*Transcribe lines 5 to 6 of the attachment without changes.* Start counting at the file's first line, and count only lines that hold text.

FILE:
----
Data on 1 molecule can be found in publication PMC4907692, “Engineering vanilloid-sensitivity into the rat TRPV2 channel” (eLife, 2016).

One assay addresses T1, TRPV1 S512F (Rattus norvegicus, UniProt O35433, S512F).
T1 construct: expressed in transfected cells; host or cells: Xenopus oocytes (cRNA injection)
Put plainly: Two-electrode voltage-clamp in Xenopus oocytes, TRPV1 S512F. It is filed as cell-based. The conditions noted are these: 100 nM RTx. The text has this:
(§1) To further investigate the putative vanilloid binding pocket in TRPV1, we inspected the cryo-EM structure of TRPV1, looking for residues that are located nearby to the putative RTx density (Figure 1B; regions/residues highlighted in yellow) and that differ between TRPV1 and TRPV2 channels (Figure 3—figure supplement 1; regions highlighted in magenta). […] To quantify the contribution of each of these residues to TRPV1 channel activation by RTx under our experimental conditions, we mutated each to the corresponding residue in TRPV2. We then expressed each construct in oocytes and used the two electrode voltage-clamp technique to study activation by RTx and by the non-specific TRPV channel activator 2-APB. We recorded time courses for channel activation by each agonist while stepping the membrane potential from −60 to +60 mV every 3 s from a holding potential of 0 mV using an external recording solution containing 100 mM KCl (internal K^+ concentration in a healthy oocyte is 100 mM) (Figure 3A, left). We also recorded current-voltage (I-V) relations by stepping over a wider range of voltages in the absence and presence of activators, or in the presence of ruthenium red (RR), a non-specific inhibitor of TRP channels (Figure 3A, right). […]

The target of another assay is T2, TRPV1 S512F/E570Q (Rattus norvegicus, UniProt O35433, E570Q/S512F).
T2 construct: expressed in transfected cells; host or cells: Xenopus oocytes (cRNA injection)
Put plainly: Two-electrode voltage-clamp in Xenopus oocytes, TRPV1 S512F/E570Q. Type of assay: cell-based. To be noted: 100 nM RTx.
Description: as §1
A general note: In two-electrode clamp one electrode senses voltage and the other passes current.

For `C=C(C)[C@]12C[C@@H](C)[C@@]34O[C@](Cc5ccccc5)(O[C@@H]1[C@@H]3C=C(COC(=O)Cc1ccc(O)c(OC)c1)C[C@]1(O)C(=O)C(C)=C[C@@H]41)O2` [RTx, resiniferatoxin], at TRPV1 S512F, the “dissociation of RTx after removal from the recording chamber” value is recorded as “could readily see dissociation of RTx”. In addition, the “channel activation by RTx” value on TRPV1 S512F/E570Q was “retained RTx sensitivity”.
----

(§1) To further investigate the putative vanilloid binding pocket in TRPV1, we inspected the cryo-EM structure of TRPV1, looking for residues that are located nearby to the putative RTx density (Figure 1B; regions/residues highlighted in yellow) and that differ between TRPV1 and TRPV2 channels (Figure 3—figure supplement 1; regions highlighted in magenta). […] To quantify the contribution of each of these residues to TRPV1 channel activation by RTx under our experimental conditions, we mutated each to the corresponding residue in TRPV2. We then expressed each construct in oocytes and used the two electrode voltage-clamp technique to study activation by RTx and by the non-specific TRPV channel activator 2-APB. We recorded time courses for channel activation by each agonist while stepping the membrane potential from −60 to +60 mV every 3 s from a holding potential of 0 mV using an external recording solution containing 100 mM KCl (internal K^+ concentration in a healthy oocyte is 100 mM) (Figure 3A, left). We also recorded current-voltage (I-V) relations by stepping over a wider range of voltages in the absence and presence of activators, or in the presence of ruthenium red (RR), a non-specific inhibitor of TRP channels (Figure 3A, right). […]

The target of another assay is T2, TRPV1 S512F/E570Q (Rattus norvegicus, UniProt O35433, E570Q/S512F).